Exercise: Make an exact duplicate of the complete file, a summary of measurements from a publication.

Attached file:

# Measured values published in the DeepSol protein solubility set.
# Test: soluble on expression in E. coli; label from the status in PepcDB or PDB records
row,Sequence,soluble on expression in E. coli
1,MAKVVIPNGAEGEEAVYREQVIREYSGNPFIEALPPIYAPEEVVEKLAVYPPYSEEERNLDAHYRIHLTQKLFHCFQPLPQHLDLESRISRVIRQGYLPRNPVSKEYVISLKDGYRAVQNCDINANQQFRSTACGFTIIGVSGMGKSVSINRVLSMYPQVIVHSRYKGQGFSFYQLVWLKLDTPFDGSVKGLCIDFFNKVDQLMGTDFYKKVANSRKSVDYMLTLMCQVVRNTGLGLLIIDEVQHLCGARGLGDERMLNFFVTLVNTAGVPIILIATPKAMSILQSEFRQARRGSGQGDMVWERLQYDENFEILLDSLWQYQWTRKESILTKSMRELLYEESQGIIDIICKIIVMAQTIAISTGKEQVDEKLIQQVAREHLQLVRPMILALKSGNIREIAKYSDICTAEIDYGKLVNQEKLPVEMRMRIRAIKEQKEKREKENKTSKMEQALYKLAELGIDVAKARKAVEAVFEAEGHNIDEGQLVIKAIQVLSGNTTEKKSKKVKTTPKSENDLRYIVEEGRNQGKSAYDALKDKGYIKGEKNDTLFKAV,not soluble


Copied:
# Measured values published in the DeepSol protein solubility set.
# Test: soluble on expression in E. coli; label from the status in PepcDB or PDB records
row,Sequence,soluble on expression in E. coli
1,MAKVVIPNGAEGEEAVYREQVIREYSGNPFIEALPPIYAPEEVVEKLAVYPPYSEEERNLDAHYRIHLTQKLFHCFQPLPQHLDLESRISRVIRQGYLPRNPVSKEYVISLKDGYRAVQNCDINANQQFRSTACGFTIIGVSGMGKSVSINRVLSMYPQVIVHSRYKGQGFSFYQLVWLKLDTPFDGSVKGLCIDFFNKVDQLMGTDFYKKVANSRKSVDYMLTLMCQVVRNTGLGLLIIDEVQHLCGARGLGDERMLNFFVTLVNTAGVPIILIATPKAMSILQSEFRQARRGSGQGDMVWERLQYDENFEILLDSLWQYQWTRKESILTKSMRELLYEESQGIIDIICKIIVMAQTIAISTGKEQVDEKLIQQVAREHLQLVRPMILALKSGNIREIAKYSDICTAEIDYGKLVNQEKLPVEMRMRIRAIKEQKEKREKENKTSKMEQALYKLAELGIDVAKARKAVEAVFEAEGHNIDEGQLVIKAIQVLSGNTTEKKSKKVKTTPKSENDLRYIVEEGRNQGKSAYDALKDKGYIKGEKNDTLFKAV,not soluble